The student operators monitor the signal both visually (watching the visual signal supplied by the ProTools software) and aurally (either with the Sennheiser HD-220 fully enclosed headphones or the Alesis One MK2 Studio Reference near field monitoring system). If the incoming signal from the cassette tape is too hot (also known as clipping and revealed by constant spiking on the graph), the sound becomes distorted and adjustments to lower the signal are required. Conversely, raising the recording level will correct a low signal from a cassette. Perhaps the most prevalent problem with analog tapes of oral histories, however, is the sheer lack of signal on the tape not necessarily due to tape deterioration but by less than stellar field recording. Unfortunately, boosting the recording level for low signal tapes also means an increase in ambient noise, tape hiss, and other annoying artifacts of the recording process such as car horns and slamming doors. Regrettably, little can be done to correct analog recordings that are, for whatever reason, marred by distortion from the beginning. In both of these situations, operators aim for a balance between the coveted clearly audible voice and the overwhelming detritus. Despite adverse possibilities, most recordings are of an ample, consistent level and require almost no adjustments once the initial record levels are set. This allows for less human error and a cleaner digital file.
Any adjustments to the signal beyond the initial "master file" creation session are primarily done by student operators who have also been trained in the subtleties of sound. To be sure, no filtration or manipulation is ever applied to the master file. This initial analog-to-digital conversion file is treated as the preservation copy. A copy of a master file can be generated to which all filtration and manipulation alterations are applied. The product of this process is a second WAV file that we refer to as the "edited" file.
Each "edited" file is treated on its own merits rather than applying blanket settings to a host of files as a batch process. The operators who generate the master file are already familiar with the file's content and are best able to make the necessary adjustments to the audio signal. Though extensive adjustments, and certainly "restorative" adjustments, are heavily discouraged because of a lack of skill, time, and labor cost, we realized early in the project that some minimal filtration is desirable to improve the aesthetics of the majority of interviews that will be presented to the end user. Settings such as normalization and de-hissing are the most common adjustments used and, because they're applied to a surrogate file, they pose no threat to the preservation master copy. Both the master and edited WAV files are archived, and the edited file is used to automate MP3 derivative production.
We feel that documentation of this preservation process is paramount . For each audio conversion session encompassing the transfer to digital of one side of a cassette tape, the student operator creates a configuration file in text format. This file holds all of the technical information dealing with the master file creation as well as cassette sleeve metadata and filtration settings applied to the edited files, the latter of which will save valuable re-editing production time and labor costs should a file be lost or corrupted. Metadata about the conversion process is also kept in a production database. As well, an MD5 checksum is also created for each master file, allowing us to retrieve master files at a future date through an automated process that will ensure that no bits have been lost.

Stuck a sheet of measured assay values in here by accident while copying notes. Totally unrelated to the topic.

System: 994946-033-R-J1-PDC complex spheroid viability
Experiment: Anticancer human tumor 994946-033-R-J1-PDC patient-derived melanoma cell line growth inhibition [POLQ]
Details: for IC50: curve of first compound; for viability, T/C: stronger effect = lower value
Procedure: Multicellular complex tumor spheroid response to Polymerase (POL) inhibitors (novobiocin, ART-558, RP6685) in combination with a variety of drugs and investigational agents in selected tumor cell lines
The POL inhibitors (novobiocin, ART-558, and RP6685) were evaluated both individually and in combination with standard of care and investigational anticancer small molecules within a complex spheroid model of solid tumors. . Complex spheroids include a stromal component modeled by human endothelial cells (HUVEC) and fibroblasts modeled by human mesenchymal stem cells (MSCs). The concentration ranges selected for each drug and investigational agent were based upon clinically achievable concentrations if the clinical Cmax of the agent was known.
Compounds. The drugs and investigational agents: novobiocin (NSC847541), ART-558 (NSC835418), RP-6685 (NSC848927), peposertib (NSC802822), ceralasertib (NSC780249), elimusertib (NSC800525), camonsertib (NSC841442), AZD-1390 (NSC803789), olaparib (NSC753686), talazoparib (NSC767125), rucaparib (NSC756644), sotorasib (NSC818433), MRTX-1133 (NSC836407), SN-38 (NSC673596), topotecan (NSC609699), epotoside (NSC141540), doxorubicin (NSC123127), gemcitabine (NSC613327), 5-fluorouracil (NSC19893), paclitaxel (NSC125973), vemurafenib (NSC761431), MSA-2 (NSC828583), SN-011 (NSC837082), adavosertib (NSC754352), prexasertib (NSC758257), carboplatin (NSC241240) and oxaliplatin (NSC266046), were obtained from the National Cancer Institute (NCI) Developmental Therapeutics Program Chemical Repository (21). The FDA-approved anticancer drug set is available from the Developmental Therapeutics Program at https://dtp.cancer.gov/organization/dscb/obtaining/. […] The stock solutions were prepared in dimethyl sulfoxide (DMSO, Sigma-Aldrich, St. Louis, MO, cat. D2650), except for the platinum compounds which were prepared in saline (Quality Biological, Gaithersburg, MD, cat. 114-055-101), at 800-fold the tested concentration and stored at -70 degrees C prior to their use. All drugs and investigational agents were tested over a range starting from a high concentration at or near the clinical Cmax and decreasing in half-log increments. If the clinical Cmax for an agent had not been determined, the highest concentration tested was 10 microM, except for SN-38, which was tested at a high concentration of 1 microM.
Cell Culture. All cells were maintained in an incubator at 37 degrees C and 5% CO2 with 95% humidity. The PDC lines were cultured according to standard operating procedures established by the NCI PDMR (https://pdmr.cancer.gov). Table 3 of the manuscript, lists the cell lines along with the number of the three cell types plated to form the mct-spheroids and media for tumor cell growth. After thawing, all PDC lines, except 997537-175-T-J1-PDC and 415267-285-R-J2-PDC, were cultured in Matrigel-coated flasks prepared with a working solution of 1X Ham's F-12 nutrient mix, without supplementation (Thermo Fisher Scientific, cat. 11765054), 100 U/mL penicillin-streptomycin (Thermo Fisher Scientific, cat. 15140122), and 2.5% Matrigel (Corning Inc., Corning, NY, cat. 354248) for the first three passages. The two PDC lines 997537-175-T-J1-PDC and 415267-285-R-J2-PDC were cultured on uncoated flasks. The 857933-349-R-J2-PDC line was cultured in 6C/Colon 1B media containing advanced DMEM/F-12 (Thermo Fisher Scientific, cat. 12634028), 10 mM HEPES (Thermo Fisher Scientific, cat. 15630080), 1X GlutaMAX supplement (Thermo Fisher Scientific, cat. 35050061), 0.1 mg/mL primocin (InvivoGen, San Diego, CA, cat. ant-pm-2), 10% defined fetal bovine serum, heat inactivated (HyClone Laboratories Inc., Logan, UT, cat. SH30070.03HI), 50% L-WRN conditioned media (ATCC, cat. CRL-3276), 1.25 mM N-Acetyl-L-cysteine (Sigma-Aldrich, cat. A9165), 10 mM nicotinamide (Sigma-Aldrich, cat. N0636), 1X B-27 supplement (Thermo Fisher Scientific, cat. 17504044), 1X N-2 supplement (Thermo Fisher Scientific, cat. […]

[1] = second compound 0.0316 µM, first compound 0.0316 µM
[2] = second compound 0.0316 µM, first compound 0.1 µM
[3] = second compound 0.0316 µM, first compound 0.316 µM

Figure 3: Workflow Diagram
Storage of Master Audio Files
Storage is a major consideration for any digital conversion project. For digital audio projects in particular, large files dictate large capacity storage systems and/or media. In keeping with the general assumption that multiple copies are better than one, we decided to rely on three storage methods encompassing four copies of every master and edited audio file. After making our master and edited files we push them via ftp to an automated mass storage, robotic tape drive system. This allows us to store one copy of our files off site. Two more copies are stored on separate 1.2TB external hard drives and a fourth copy is archived to DVD. Our copies on the external drives serve as our near-line primary backups, the tape drive our secondary near-line backup, and the DVD our last option off-line backup. We realize that optical technologies in particular are prone to problems involving writer/disc compatibility, writing speed issues and dye formulation problems . None of these backup options can be trusted indefinitely. Some experts estimate a ten year window for off-line storage approaches such as tape or optical media, not only because of deficiencies in the physical media but also because of software and hardware changes . Our refreshment process, based on a five-year time span, involves moving files to new media and analyzing checksum calculations for file integrity.
Considering and Facilitating Access